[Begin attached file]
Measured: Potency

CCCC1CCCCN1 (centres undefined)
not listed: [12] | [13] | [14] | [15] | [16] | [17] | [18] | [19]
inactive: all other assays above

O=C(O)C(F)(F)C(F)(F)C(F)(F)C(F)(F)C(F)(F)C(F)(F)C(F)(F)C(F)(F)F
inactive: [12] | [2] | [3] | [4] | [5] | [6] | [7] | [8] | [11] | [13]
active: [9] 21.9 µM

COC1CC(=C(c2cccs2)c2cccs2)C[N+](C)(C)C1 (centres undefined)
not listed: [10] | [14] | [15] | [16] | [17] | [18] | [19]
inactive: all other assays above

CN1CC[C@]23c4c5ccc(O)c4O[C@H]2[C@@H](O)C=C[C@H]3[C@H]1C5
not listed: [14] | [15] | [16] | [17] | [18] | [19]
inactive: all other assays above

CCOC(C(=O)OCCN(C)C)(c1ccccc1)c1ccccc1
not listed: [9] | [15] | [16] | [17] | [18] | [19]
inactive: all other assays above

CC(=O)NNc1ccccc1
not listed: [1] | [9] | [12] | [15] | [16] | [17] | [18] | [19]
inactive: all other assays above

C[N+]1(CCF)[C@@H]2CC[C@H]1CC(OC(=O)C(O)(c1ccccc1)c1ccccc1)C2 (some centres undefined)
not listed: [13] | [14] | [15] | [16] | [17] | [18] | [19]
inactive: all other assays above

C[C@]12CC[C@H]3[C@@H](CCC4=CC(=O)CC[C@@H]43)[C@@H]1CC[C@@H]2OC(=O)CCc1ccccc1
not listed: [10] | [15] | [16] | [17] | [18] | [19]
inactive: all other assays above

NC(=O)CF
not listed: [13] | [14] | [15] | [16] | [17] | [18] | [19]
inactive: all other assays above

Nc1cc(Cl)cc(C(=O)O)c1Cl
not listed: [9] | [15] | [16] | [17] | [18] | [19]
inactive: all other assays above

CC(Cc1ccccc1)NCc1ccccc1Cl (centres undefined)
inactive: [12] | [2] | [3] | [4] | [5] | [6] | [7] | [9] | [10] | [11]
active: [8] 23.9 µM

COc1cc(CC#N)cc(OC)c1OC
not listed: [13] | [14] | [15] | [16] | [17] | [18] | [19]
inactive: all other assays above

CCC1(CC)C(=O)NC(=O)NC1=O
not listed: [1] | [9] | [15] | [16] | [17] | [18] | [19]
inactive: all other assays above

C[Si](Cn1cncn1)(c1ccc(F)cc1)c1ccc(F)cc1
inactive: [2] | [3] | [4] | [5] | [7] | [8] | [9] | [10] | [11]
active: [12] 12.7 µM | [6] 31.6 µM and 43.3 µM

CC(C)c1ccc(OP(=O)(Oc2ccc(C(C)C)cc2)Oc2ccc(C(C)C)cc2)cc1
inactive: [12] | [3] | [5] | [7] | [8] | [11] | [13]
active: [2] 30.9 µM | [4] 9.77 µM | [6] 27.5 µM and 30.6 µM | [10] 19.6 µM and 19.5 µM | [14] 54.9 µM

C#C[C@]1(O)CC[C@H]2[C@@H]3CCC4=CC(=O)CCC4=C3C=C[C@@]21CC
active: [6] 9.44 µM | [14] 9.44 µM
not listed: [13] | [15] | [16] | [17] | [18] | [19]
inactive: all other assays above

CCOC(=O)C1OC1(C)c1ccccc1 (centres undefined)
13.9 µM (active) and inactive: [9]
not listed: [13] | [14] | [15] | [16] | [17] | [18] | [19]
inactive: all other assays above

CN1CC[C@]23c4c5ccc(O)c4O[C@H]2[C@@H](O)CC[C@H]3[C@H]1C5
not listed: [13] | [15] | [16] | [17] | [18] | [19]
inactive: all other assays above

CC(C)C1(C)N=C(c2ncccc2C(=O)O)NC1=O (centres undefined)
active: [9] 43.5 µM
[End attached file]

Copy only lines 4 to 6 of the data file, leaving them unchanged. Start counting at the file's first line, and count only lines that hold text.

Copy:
inactive: all other assays above

O=C(O)C(F)(F)C(F)(F)C(F)(F)C(F)(F)C(F)(F)C(F)(F)C(F)(F)C(F)(F)F
inactive: [12] | [2] | [3] | [4] | [5] | [6] | [7] | [8] | [11] | [13]